I had a call Friday from someone at Channel 4 in Detroit wanting to get some information that I wasn’t yet aware of.

“You know how it goes,” I told her. “They don’t tell you about an event and then they criticize you for not covering it.”

She knew just what I meant. She kindly asked if there was anything they could help me with. I suggested covering the girls game at Hudson for me that night.

I should have asked for help with proofreading. The Observer is known for keeping its typos to a minimum, but corrections to last week’s lead story weren’t made. On a sports page we learned this about Fayette’s boys team: “Faystarts sea-son Sat. at Lirty Center.” And of course there was that page 3 story about Santa arriving in Fatyette.

Let’s just say that things were busy last week at deadline.

I wish I didn’t have to write a single word more about this incident—well, I’d gladly go with “Boys return home from Disneyland trip”—but it’s certainly not over, not for us and not for the big media.

As I left the police station Saturday, I heard the woman at the phone saying back to the caller, “You say you listened to the Nancy Grace show...?”

Another slap to the forehead.

  • Front.cross
    HUDSON RUNNER Jacob Morgan looks toward the top of the hill with dismay during the tough finish at Harrison Lake State Park. Fayette runner Jacob Garrow focuses on the summit, also, during the Eagle Invitational cross country run Saturday morning. Continuing rain and drizzle made the course even more challenging. Results of the race are in this week’s Observer.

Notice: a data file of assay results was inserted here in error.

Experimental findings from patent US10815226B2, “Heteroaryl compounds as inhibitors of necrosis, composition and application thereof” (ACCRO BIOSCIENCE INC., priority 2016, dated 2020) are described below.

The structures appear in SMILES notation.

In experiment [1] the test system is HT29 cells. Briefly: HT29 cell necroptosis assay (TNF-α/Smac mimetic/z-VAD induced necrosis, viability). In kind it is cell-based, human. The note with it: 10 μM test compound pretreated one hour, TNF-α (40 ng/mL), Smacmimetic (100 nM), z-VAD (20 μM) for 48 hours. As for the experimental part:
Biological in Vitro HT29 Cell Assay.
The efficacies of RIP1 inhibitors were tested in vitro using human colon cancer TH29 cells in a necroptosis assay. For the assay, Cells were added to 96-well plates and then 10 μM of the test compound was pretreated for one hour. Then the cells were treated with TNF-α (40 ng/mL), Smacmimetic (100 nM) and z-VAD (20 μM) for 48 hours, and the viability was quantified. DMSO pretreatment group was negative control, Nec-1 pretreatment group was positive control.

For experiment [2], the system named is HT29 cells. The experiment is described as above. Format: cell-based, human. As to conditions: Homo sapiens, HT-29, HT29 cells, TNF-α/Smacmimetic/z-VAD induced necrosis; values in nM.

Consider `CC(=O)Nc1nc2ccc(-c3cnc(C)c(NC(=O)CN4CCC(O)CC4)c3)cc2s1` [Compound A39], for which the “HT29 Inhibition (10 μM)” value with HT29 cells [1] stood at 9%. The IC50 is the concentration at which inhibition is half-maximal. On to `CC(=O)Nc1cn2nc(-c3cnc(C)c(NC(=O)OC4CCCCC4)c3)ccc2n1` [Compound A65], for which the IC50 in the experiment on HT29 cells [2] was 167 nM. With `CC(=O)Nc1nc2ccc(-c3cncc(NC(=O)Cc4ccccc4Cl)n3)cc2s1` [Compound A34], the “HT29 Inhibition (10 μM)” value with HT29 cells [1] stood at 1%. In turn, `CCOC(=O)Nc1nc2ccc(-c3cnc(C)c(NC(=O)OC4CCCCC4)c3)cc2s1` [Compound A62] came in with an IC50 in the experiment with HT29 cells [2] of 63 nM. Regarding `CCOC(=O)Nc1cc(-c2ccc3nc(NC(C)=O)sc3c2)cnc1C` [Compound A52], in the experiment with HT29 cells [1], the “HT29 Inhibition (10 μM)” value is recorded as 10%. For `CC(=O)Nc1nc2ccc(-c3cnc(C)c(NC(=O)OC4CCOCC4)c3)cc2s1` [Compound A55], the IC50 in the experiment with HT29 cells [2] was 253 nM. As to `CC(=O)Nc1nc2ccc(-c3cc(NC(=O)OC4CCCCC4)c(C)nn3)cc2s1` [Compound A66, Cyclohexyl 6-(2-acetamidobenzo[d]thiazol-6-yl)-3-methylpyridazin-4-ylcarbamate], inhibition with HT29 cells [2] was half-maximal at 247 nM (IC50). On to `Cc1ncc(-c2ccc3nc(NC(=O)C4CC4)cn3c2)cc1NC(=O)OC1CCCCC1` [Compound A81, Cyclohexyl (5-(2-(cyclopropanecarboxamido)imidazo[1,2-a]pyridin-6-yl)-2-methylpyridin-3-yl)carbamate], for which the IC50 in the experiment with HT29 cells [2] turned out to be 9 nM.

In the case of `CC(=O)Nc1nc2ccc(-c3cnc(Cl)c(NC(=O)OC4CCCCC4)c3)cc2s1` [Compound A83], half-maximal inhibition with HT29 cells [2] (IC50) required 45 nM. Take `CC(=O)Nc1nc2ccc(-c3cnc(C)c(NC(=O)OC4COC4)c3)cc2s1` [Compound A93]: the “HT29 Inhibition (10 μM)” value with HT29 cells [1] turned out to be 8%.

• Front.bear
    HOLDEN HUTCHISON gives a hug to a black bear cub—the product of a taxidermist’s skills—at the Michigan DNR’s Great Youth Jamboree. The event on Sunday marked the fourth year of the Jamboree. Additional photos are on page 12.
  • Front.crossing
    Crossing over—Jim Heiney was given a U.S. flag to carry by George Vereecke (behind Jim in the hat), turning him into the leader of the parade. Bridge Walk participants cross over Bean Creek while, in the background, members of the Morenci Legion Riders cross the main traffic bridge on East Street South. Additional photos appear on the back page of this week’s Observer.
  • Front.hose Testing
    HOSE safety—The FireCatt hose testing company from Troy put Morenci Fire Department hose to the test Monday morning when Mill Street was closed to traffic. The company also checks nozzles and ladders for wear in an effort to keep fire fighters safe while on calls.
  • Front.starting
    BIKE-A-THON—Children in Morenci’s Summer Recreation Program brought their bikes last Tuesday to participate in a bike-a-thon. Riders await the start of the event at the elementary school before being led on a course through town by organizer Leonie Leahy.
  • Front.train
    WRECKAGE—Morenci Fire Department member Taylor Schisler walks past the smoking wreckage of a semi-truck tractor on the north side of the Norfolk and Southern Railroad tracks on Ranger Highway. The truck trailer was on the south side of the tracks